A secular model of ­education is actually contrary to our values, and …we need to look at … ­inclusion of areas in education. The most important thing about liberalism is pluralism.
    Which means that in order to achieve pluralism we have to have restricted schooling. Obviously.
    The church spokesperson [Cole Hamilton] added:
    Strangely, whilst specifically targeting Catholics and Catholicism, a minority population in Scotland, the motion fails to use the word ‘Catholic’ at all.
    That’s because it affects public funding of all religious schools. Does he have some specific agenda or perhaps think Catholic schools are particularly guilty of something?

  • Dianne Leonard

    Then, of course, there is the risk that kids sent to Catholic schools may be abused. This happened in a parochial school about a mile from my parents’ home. The priests would come into the classes, choose kids, and take the kids back to the rectory next door. To. Rape. Them. On school time. Everybody–the kids, the teachers, the staff–knew this was going on. The only people who didn’t know were the parishioners whose kids were being abused. When the rapes became common knowledge, the lawsuits bankrupted the church and the diocese, and the school had to close. Good riddance to bad rubbish.

  • Broga

    The Great Redeemer is well advanced in dementia to add to his paranoia according to description in Bob Woodward’s book.
    It is funny, apart from the dolt wrecking the environment and perhaps incinerating us before long. Read and see the consequences of people praying to their God. Why don’t they put him in a strait jacket followed by a secure asylum. Farage is a big friend but then ………….

  • StephenJP

    Vanity Unfair picks up one of the absurdities in the LDs’ position: “The secular model of ­education is actually contrary to our values…the most important thing about liberalism is pluralism”.
    FFS, the whole point of a secular approach to education is that it is inclusive. The whole point of a religious approach to education is that it is divisive. What is liberal about supporting sectarianism? We’ll be hearing them support sharia courts in the name of “pluralism” next. The LDs have sadly descended into querulous irrelevance.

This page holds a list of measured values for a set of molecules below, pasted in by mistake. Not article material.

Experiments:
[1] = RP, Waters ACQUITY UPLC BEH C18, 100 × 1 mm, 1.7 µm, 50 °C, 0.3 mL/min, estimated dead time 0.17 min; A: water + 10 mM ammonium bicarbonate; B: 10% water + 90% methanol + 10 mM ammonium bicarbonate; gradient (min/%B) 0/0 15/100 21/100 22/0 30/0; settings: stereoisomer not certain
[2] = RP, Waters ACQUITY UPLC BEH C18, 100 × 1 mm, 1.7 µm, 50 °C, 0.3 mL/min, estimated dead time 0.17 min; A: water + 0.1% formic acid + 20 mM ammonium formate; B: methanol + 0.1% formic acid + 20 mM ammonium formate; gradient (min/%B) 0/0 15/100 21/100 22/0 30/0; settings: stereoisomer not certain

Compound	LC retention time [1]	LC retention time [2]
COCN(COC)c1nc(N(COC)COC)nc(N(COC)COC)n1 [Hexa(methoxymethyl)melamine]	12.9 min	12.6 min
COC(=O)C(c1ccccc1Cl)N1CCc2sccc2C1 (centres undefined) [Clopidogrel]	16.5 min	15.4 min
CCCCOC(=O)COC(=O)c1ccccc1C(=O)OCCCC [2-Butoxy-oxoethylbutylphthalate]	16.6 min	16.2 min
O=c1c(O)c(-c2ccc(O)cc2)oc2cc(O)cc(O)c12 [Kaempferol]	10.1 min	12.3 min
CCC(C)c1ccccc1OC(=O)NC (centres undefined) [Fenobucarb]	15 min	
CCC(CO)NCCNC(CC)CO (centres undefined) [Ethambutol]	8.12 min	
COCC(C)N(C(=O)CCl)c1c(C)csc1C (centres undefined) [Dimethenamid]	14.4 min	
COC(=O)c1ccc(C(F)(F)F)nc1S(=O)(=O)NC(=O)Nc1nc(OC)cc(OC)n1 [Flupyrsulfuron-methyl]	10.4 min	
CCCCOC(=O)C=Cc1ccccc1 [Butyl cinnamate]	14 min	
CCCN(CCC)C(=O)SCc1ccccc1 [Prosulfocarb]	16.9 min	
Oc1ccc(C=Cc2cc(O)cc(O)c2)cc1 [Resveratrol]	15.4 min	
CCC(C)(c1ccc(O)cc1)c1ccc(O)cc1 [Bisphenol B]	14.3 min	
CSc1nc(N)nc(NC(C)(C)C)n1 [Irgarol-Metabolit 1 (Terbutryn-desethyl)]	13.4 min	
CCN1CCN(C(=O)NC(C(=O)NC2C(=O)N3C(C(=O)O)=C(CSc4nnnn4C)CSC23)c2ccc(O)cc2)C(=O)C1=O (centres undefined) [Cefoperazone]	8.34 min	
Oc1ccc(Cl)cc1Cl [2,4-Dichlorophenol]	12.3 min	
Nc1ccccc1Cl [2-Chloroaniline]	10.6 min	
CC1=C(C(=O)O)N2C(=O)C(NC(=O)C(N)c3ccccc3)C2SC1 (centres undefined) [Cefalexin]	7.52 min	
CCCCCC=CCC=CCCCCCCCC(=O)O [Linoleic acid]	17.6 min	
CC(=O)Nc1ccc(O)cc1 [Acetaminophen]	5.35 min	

• andym

    At some point ,these words have taken an almost Orwellian twist. Supporting inclusivity and diversity now means doing all that you can to prevent integration and a common value system “Plurality” used to safe , but that appears to be being brought under the umbrella. Multi-culturalism has changed from a term that meant something like being accepting of difference, to a term used to at best defend, and at worst ignore, anything regressive and/or oppressive in a minority culture. It’s now almost impossible to support it and children’s rights at the same time-and if you try , expect the race card to be played against you.

  • AgentCormac

    Totally concur. Surely the whole point of a secular-based education system is that it’s 100% inclusive.
    So it’s completely counter intuitive to insist that, within the context of the education system, liberalism must equal pluralism must equal carry on allowing your kids to have their brains turned to mush by child-molesting perverts who want to brainwash them from day one.
    To my mind at least, the LibDems are as guilty as the Labour Party of being utterly clueless, useless and inept, precisely when there is a desperate need for someone, anyone, to offer up a meaningful and persuasive counter-argument to forces such as evangelism, populism, the so-called alt-right and institutions such as the RCC. All of which constantly bleat on about being victims in order to preserve and enlarge their influence. As the following article puts it, the LDs are ‘Missing their moment’. And sadly I couldn’t agree more.

  • StephenJP

    @AC, thanks for that, yes indeed. It seems extraordinary that in this country there is such a huge gulf between left and right, which ought to be ripe for colonisation by a vigorous and open-minded small-l liberal party, and yet which the LDs have failed to make their own.
    I have often thought that if one of the parties came out seriously against religious privilege, faith schools, etc, there could be a hell of a lot of votes in it for them. But the LDs have been successively led by a supposed “atheist” who let his RC wife send his kids to an RC school (and who queued up eagerly to welcome Papa Bennie when he visited the UK); an evangelistic god-botherer; and a geriatric economist.